Thursday, June 23, 2016

A Lecce  
After pulling my calf muscle walking on the beach for four hours yesterday, we decided to explore Lecce to see if we could imagine living there in two years from now after T graduates from high school. 

By the way, T is taking Harvard by storm. She gave her first speech in public speaking today and was so incredibly brave. She has to watch a video of it as part of her homework. She has made all of these new friends in her dorm. She thought she might get a single room when the girl who was supposed to be her bunkmate didn't show up for the first two days, but when she finally did claim the top bunk it turned out T liked her a lot. So that was a relief. Even though she is often wandering around trying to get from the library to the gym to the dining hall, she has got a lot of stuff figured out after less than a week that it took me months to sort out when I went to college. She is looking into volunteering with underpriviledged little kids and is going on a field trip to check out Yale on Friday. Her course on great political speeches is so hard that an adult student, stood up and announced it was too difficult for him, got on his skateboard, and wheeled on out of there. 

Anyway, back to Lecce. Lecce has the advantage of being large enough of a city that you can have some anonymity and not feel like everyone is in your business. It is a weird mix because you have these gorgeous, majestic architecture bursting forth from silent almost deserted streets and then crowded, noisier twists with McDonalds and Sephora less than two minutes away. I was dismayed to see large waterbugs smushed on the sidewalks, after everything we have been through, but as F pointed out, you would probably live in a big stone building that you could seal up if need be. There seem to be plenty of teaching opportunities with all of the University students milling about. At the end of the day, we were hoping that if Lecce is the Florence of the South, maybe Nardò will be the Lucca of the South.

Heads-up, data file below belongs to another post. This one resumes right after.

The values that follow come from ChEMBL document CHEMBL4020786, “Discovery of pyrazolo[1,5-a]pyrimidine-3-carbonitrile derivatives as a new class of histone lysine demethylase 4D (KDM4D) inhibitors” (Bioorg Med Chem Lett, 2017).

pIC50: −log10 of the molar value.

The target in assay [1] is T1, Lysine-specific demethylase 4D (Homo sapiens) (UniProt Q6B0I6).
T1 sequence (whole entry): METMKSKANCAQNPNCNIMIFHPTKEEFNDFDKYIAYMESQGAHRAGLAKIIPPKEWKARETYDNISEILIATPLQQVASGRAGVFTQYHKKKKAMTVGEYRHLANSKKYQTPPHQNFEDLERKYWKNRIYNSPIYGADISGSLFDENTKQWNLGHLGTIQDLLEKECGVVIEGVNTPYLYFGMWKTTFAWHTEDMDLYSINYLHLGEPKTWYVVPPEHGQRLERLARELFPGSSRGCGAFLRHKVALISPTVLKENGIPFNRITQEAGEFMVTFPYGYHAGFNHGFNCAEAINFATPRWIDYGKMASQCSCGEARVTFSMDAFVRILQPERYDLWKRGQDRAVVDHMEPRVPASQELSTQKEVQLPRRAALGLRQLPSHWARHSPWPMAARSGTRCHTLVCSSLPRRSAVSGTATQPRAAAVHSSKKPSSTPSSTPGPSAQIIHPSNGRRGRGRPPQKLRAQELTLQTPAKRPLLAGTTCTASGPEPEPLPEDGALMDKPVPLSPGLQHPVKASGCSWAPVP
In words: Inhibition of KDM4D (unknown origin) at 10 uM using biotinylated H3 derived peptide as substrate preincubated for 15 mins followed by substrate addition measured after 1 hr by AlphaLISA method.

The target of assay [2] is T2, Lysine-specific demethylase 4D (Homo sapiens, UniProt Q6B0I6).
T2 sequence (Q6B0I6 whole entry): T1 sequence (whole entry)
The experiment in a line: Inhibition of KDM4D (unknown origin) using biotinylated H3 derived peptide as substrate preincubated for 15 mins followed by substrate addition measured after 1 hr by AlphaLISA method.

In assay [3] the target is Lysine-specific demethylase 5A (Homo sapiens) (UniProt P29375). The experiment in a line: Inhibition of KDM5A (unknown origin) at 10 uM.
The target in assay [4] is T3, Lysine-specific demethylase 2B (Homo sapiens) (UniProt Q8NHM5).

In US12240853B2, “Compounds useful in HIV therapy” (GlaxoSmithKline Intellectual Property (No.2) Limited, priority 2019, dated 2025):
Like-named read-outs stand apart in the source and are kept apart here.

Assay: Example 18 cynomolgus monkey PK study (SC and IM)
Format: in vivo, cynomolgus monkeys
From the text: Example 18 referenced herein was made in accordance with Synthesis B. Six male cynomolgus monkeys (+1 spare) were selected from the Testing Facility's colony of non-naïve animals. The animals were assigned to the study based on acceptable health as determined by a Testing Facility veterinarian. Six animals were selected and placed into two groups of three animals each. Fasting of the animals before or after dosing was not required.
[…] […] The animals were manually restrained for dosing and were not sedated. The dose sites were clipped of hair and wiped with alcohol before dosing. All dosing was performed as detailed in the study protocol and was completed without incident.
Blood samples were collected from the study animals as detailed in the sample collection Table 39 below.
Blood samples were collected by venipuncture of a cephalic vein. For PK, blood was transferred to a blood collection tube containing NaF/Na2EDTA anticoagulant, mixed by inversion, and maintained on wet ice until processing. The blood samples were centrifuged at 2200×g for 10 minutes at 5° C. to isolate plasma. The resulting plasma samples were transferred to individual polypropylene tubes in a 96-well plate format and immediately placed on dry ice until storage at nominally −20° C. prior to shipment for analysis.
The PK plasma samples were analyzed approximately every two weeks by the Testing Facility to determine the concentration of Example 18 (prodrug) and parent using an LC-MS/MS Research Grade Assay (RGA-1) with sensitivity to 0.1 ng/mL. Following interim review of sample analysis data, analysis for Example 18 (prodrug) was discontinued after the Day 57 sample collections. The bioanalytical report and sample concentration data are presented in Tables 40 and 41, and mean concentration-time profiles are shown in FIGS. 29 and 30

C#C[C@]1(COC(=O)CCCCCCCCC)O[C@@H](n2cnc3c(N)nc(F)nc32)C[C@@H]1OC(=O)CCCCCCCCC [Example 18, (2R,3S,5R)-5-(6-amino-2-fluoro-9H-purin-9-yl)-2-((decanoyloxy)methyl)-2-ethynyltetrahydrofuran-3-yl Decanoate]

The best thing that happened, other than finding the perfect yogurt bianco, frozen yogurt that really tastes like yogurt and not candy, and a super clean bathroom, was meeting Vincenzo. He is a sculptor who let us take his photo and then took us in for a tour of his shop. He works with cartapesta which is like paper mache and his work is at the Vatican. He also made a bust of Mel Gibson that the actor signed. He has been married for fifty years and his son has a shop just three blocks away. He tried to sell me a beautiful piece that I couldn't afford, but was just as delighted to sell me to thumb sized paintings he did of the church where he was married. Before we said goodbye, he gave me a warm hug and a little sculpture for T of an owl that is supposed to bring her good luck. 

I got phone calls from Emmanuel and Jennifer, who said they just wanted to hear my voice, but they also wanted to hear that I was coming back, God love them. F is hoping to hear from his friend about agricultural jobs for Cool, Emmanuel, and Job and so I hope I will have good news for them soon. 

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